Civil Engineering and the Science of Destruction
I was always into Legos,” assistant professor of civil engineering Cameron Murray explains as four graduate students rig an 800-pound concrete beam with sensors. “A lot of engineers were. Eventually, my dad suggested I get into engineering. So I took a class in structural engineering and really enjoyed how practical it was — discovering what factors contributed to failure.”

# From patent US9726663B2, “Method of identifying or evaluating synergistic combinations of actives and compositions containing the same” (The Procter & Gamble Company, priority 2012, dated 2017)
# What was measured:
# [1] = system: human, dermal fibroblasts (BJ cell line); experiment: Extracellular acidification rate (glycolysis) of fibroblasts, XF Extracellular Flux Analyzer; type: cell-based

Failure. That’s the goal of today’s enterprise at the new Grady E. Harvell Civil Engineering Research and Education Center — or CEREC — in the Arkansas Research and Technology Park. Under Murray’s watchful eye, Caleb Chesnut, a master’s student in civil engineering at the University of Arkansas, is going to break two concrete beams with a hydraulic ram. The beams are made of rapid setting concrete — known as high early strength concrete in the industry — though they’ve been curing for a year. The team is interested in several things: how does rapid setting cement, which has only been around since the 1970’s, compare to the industry-standard portland cement, which has been around since 1824? Specifically, at what point does shear failure occur and is there much difference between the two cements? Also, do they produce comparable values after at a week, a month, a year?